A third win in a row, and the first-time that we’ve won all three games in a three-game week since 2001 . The league campaign has really hit lift-off now, with this upcoming Checkatrade Trophy tie with Walsall feeling more like a distraction than a chance to mount another run towards Wembley.
With this being the fourth game in the space of 10 days – and with a league game to be played on Saturday – Mark Robins is almost certain to stretch the competition’s rules on rotating the side to the maximum. After losing the opening group game of this competition, if we lose this game and Shrewsbury win theirs, we are out.
Running through the potential changes to the side, while this game could be a good opportunity for the likes of Liam O’Brien and Dion Kelly-Evans to get a run-out, Robins may end up prioritising other positions in which to rest the incumbents in order to keep within the competition’s rules.
Chris Stokes seems the likeliest member of the back five to be rested, and although Ryan Haynes has only just returned to training, Mark Robins can choose from Chris Camwell and Jordan Shipley – who have both acquitted themselves well at left-back in cup games this season. With Doyle and Kelly both likely to be rested, Ben Stevenson is certain to come into the team and his midfield partner probably depends on whether Shipley is used at left-back, with Callum Maycock more than capable as an alternative central midfield option.
This game is also a chance for Marc McNulty, Stuart Beavon and possibly Peter Vincenti to make returns to the starting line-up after recent injuries. McNulty is the likeliest player to come in for Nazon for the upcoming league game against Barnet, so Robins will surely will want him to get minutes under his belt. Maxime Biamou looked jaded towards the end of the Crewe game, which enhances the case for Beavon to start. Vincenti, if fit, seems likely to come in for Jodi Jones, who it wouldn’t hurt to keep fresh for more important games.
Last Time We Met
Although relegation had already been confirmed by the time we last played Walsall, the players produced a performance of character and quality to display that they hadn’t downed tools. Most notably, the forgotten man Vladimir Gadzhev had an excellent game in central midfield, and George Thomas scored the only goal, which ultimately further secured his future away from this club. There was also a red card for Walsall in the second-half of that game which effectively ended the contest.
How Are They Doing?
This season has seen Walsall continue their inconsistent form under manager Jon Whitney. Whenever things look like breaking out into all-out crisis, Whitney always somehow manages to stumble across a winning formula to ease the pressure on him – although Walsall have only won one game out of their past six in the league.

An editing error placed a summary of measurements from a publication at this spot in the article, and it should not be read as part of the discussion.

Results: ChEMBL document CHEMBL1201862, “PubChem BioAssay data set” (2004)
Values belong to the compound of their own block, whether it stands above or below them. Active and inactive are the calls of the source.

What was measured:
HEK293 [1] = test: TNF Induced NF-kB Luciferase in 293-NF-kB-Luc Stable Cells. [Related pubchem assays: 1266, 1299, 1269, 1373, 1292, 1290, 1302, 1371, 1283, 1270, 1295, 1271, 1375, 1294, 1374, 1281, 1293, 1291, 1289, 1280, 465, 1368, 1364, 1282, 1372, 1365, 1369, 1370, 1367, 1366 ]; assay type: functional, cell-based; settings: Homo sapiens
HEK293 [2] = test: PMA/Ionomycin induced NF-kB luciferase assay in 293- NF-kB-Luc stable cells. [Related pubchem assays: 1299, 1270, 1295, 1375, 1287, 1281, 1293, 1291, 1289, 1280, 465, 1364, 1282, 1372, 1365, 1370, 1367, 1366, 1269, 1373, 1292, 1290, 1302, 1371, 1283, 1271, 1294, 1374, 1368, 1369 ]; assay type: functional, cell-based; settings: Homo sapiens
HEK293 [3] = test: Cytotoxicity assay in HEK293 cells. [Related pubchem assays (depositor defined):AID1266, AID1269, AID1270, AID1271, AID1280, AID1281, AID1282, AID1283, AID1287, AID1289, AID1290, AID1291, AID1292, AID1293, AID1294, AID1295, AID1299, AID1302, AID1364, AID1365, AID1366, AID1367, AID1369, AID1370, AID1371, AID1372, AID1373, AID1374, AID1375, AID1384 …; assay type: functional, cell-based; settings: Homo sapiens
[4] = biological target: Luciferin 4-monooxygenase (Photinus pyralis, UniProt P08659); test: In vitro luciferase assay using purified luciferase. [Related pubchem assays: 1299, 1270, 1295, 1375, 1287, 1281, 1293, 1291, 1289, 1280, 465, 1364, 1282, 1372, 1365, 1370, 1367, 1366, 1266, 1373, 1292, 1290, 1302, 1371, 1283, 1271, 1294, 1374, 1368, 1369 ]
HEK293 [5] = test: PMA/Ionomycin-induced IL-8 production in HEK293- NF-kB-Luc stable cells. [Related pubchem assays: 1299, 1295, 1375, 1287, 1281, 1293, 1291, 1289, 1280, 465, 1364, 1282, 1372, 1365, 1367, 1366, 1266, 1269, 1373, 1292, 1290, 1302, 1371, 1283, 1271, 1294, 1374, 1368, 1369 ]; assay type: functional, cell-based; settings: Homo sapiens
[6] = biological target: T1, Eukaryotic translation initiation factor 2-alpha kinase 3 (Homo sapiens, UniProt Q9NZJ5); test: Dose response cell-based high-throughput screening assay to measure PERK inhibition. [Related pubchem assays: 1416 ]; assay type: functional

While Erhun Oztumer is still, by far, Walsall’s key attacking player, their attacking options this season have been bolstered via the loan signings of Tyler Roberts and ex-Sky Blues forward Dan Agyei. Agyei seems to have improved slightly on the inconsistency he showed with us last year, but Roberts has stood-out more with his pace and direct-running adding an extra dimension to Walsall’s attacking options.
The nature of this competition though means that Jon Whitney is likely to give opportunities to some of Walsall’s more promising younger players from their fairly successful academy. The likes of Liam Kinsella and Reece Flanagan have had a fair few first-team opportunities in recent years without establishing themselves in the team, while there are hopes around the club that defender Kory Roberts and winger Maz Kouhyar (once on the books at Coventry City) will develop into first-team regulars over the next few years.
Walsall as both the home side and the higher-division side start are favourites for this game by default. On any other occasion though, we would see this tie as a chance to spring something of an upset, but with Robins likely to name a heavily-changed side, it all depends on how seriously Walsall are willing to take this game too.
If Walsall name a full-strength XI, they’ll win this fairly comfortably. If some of their better attacking players are rested, there’s probably a fair chance that a spirited Sky Blues side packed with youngsters looking to stake a first-team claim could go out and get the win – especially given the fairly positive mood around the club. Being my usual pessimistic self though, I’m going for a 1-0 defeat.